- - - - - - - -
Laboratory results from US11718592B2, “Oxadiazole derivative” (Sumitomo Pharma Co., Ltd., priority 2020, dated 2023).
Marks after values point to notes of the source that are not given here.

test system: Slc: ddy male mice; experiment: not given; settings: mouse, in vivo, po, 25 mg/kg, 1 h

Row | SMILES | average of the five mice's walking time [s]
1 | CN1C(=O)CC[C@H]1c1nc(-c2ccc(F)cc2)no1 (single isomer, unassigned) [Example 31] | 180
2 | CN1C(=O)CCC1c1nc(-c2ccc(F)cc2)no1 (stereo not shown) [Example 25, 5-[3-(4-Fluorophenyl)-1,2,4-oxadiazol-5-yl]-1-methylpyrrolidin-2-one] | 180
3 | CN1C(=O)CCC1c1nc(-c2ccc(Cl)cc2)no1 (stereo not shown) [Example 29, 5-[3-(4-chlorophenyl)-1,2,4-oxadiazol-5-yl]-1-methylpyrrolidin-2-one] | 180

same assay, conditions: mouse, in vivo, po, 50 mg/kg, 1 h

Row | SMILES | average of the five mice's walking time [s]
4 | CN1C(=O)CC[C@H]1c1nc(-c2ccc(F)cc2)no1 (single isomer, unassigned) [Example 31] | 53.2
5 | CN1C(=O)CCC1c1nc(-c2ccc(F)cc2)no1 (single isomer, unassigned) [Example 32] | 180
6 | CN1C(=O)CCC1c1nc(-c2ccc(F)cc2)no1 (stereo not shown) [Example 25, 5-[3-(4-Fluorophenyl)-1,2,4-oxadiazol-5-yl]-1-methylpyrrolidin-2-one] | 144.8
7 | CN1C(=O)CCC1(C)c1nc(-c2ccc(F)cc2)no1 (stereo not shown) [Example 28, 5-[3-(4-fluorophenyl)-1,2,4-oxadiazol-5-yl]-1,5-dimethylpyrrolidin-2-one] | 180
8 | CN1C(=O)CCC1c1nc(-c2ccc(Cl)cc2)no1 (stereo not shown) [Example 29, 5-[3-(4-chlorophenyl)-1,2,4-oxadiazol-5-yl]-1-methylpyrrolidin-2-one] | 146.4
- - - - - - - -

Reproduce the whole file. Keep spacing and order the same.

Laboratory results from US11718592B2, “Oxadiazole derivative” (Sumitomo Pharma Co., Ltd., priority 2020, dated 2023).
Marks after values point to notes of the source that are not given here.

test system: Slc: ddy male mice; experiment: not given; settings: mouse, in vivo, po, 25 mg/kg, 1 h

Row | SMILES | average of the five mice's walking time [s]
1 | CN1C(=O)CC[C@H]1c1nc(-c2ccc(F)cc2)no1 (single isomer, unassigned) [Example 31] | 180
2 | CN1C(=O)CCC1c1nc(-c2ccc(F)cc2)no1 (stereo not shown) [Example 25, 5-[3-(4-Fluorophenyl)-1,2,4-oxadiazol-5-yl]-1-methylpyrrolidin-2-one] | 180
3 | CN1C(=O)CCC1c1nc(-c2ccc(Cl)cc2)no1 (stereo not shown) [Example 29, 5-[3-(4-chlorophenyl)-1,2,4-oxadiazol-5-yl]-1-methylpyrrolidin-2-one] | 180

same assay, conditions: mouse, in vivo, po, 50 mg/kg, 1 h

Row | SMILES | average of the five mice's walking time [s]
4 | CN1C(=O)CC[C@H]1c1nc(-c2ccc(F)cc2)no1 (single isomer, unassigned) [Example 31] | 53.2
5 | CN1C(=O)CCC1c1nc(-c2ccc(F)cc2)no1 (single isomer, unassigned) [Example 32] | 180
6 | CN1C(=O)CCC1c1nc(-c2ccc(F)cc2)no1 (stereo not shown) [Example 25, 5-[3-(4-Fluorophenyl)-1,2,4-oxadiazol-5-yl]-1-methylpyrrolidin-2-one] | 144.8
7 | CN1C(=O)CCC1(C)c1nc(-c2ccc(F)cc2)no1 (stereo not shown) [Example 28, 5-[3-(4-fluorophenyl)-1,2,4-oxadiazol-5-yl]-1,5-dimethylpyrrolidin-2-one] | 180
8 | CN1C(=O)CCC1c1nc(-c2ccc(Cl)cc2)no1 (stereo not shown) [Example 29, 5-[3-(4-chlorophenyl)-1,2,4-oxadiazol-5-yl]-1-methylpyrrolidin-2-one] | 146.4